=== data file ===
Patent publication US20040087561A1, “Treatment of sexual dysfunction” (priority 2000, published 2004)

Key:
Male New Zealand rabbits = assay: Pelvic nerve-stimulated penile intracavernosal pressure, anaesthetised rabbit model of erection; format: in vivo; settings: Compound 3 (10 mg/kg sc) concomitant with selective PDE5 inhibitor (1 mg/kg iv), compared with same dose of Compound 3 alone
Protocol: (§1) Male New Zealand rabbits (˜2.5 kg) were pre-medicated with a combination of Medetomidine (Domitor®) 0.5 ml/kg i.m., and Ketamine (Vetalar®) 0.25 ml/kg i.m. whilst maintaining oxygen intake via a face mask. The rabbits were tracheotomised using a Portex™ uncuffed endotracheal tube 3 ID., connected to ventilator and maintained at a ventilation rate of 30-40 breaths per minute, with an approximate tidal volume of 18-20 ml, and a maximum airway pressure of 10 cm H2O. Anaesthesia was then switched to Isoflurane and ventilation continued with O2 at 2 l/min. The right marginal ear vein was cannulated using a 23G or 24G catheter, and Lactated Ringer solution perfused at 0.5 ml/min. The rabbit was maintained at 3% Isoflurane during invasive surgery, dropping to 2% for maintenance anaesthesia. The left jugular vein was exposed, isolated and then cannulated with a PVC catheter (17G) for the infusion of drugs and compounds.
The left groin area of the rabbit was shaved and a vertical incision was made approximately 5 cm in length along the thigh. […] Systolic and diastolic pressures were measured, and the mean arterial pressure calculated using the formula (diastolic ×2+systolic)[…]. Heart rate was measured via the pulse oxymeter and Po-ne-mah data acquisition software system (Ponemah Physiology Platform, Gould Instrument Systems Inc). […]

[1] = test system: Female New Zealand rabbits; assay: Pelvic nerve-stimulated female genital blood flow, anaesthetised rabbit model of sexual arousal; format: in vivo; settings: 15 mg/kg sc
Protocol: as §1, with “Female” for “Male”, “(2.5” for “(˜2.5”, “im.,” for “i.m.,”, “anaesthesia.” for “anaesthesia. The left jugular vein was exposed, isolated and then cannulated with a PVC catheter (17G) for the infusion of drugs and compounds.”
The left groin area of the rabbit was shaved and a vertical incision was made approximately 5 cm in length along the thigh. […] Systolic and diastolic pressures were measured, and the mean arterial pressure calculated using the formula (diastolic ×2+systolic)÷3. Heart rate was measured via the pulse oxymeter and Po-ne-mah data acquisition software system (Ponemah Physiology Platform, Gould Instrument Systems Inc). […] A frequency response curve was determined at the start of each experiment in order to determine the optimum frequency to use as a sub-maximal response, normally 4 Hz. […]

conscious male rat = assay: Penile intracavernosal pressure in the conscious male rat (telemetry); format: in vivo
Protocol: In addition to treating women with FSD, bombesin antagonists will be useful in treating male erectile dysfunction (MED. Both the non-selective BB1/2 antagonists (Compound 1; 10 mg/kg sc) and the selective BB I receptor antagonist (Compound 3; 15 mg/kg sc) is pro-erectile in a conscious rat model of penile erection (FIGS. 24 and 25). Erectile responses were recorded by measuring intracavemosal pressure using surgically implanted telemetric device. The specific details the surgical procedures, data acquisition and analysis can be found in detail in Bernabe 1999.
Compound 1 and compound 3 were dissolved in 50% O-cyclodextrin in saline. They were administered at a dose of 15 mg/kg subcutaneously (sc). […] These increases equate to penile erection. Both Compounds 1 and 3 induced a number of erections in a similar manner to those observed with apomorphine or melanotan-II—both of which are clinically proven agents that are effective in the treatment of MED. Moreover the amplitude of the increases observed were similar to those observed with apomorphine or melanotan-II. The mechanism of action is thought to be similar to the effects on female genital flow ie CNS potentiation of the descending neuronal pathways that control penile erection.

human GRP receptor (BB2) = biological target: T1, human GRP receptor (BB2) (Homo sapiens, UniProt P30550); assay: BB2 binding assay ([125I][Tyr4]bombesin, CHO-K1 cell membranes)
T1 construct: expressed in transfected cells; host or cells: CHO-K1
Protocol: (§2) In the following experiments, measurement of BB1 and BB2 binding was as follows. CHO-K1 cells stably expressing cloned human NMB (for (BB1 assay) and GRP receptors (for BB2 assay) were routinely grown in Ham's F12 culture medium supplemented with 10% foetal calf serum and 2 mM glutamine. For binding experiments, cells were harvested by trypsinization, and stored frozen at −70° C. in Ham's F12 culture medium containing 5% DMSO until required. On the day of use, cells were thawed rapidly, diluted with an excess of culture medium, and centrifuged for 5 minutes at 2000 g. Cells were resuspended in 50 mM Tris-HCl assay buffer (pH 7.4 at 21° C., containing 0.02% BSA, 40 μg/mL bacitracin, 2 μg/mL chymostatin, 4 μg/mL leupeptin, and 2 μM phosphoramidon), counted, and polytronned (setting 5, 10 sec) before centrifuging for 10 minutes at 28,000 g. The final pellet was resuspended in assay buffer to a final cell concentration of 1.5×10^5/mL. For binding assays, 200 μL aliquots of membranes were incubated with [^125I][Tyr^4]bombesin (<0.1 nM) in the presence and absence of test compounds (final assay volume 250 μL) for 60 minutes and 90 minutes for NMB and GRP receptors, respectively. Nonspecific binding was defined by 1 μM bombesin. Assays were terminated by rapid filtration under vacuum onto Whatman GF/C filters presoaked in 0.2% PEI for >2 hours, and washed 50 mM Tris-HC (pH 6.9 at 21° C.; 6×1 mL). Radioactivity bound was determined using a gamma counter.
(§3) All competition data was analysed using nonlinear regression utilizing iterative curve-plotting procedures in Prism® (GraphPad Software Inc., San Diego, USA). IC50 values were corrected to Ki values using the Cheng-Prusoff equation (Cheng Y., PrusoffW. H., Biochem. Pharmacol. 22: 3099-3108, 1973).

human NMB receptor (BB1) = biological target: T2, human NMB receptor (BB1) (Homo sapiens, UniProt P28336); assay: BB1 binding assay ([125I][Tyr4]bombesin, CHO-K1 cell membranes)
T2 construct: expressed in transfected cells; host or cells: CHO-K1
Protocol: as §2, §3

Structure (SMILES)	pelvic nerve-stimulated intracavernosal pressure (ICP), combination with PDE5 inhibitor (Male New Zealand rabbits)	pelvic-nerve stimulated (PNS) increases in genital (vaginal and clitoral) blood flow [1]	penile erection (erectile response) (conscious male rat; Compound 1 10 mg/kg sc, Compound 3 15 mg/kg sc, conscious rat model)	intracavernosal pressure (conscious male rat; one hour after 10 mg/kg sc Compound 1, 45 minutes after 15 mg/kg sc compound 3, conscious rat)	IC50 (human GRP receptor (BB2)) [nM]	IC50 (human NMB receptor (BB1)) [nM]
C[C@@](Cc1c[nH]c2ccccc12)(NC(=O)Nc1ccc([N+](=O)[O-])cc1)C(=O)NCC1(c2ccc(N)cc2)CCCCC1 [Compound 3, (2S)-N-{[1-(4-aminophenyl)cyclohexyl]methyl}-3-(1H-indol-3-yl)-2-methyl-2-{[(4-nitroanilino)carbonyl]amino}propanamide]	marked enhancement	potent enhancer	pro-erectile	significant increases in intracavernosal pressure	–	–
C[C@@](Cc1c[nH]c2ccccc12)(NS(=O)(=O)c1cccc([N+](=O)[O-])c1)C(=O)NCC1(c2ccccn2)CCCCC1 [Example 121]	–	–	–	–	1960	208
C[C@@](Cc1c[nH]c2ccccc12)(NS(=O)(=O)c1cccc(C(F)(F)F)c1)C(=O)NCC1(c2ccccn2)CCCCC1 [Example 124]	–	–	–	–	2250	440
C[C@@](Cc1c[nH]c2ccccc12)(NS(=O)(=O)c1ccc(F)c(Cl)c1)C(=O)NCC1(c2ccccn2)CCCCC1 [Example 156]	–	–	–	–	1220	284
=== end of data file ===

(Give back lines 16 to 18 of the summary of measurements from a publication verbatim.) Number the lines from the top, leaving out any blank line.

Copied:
human NMB receptor (BB1) = biological target: T2, human NMB receptor (BB1) (Homo sapiens, UniProt P28336); assay: BB1 binding assay ([125I][Tyr4]bombesin, CHO-K1 cell membranes)
T2 construct: expressed in transfected cells; host or cells: CHO-K1
Protocol: as §2, §3